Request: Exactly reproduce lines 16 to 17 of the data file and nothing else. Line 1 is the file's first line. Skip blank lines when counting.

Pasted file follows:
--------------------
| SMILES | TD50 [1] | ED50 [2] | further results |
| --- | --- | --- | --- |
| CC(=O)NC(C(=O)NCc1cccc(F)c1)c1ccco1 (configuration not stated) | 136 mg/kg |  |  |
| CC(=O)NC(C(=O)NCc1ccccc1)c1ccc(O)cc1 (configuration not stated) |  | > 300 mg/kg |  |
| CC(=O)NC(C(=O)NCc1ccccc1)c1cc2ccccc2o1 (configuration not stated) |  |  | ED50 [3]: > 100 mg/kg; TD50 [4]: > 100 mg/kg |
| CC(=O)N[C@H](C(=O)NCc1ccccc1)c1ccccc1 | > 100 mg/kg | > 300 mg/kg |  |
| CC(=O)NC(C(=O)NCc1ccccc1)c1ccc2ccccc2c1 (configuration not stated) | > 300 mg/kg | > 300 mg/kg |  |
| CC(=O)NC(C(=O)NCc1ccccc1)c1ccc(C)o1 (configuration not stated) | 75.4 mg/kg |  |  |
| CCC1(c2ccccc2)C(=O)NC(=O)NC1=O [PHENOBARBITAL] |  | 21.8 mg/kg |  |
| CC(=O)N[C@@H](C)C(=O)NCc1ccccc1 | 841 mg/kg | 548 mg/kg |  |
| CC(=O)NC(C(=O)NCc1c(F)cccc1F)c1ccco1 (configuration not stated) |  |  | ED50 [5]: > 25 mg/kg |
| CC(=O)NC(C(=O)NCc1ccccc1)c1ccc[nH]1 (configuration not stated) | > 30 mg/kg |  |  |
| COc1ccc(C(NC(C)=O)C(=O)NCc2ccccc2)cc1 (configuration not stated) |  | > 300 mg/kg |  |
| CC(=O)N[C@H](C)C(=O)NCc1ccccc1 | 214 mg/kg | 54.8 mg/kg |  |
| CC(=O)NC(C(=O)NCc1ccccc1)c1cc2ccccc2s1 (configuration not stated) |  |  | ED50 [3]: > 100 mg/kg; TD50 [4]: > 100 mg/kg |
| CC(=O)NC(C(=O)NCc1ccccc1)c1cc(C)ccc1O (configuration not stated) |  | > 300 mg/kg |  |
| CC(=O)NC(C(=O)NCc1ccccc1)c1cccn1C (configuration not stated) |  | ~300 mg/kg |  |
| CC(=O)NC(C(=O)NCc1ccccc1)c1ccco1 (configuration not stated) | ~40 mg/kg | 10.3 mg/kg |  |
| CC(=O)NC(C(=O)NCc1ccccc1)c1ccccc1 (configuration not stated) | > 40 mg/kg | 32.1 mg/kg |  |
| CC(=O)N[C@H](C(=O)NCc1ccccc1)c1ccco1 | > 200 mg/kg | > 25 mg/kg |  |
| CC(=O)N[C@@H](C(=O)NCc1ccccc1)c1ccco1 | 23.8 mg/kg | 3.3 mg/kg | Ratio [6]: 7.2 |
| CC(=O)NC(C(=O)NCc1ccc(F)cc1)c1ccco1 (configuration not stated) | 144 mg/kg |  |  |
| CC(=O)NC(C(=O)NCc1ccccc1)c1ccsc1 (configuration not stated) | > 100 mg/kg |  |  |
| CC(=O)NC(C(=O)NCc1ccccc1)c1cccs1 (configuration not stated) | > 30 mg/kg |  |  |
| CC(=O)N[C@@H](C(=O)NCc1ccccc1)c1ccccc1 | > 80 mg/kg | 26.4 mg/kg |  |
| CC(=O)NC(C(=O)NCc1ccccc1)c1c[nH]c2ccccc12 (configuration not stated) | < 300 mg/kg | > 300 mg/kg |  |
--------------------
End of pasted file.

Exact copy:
| CC(=O)NC(C(=O)NCc1ccccc1)c1cc(C)ccc1O (configuration not stated) |  | > 300 mg/kg |  |
| CC(=O)NC(C(=O)NCc1ccccc1)c1cccn1C (configuration not stated) |  | ~300 mg/kg |  |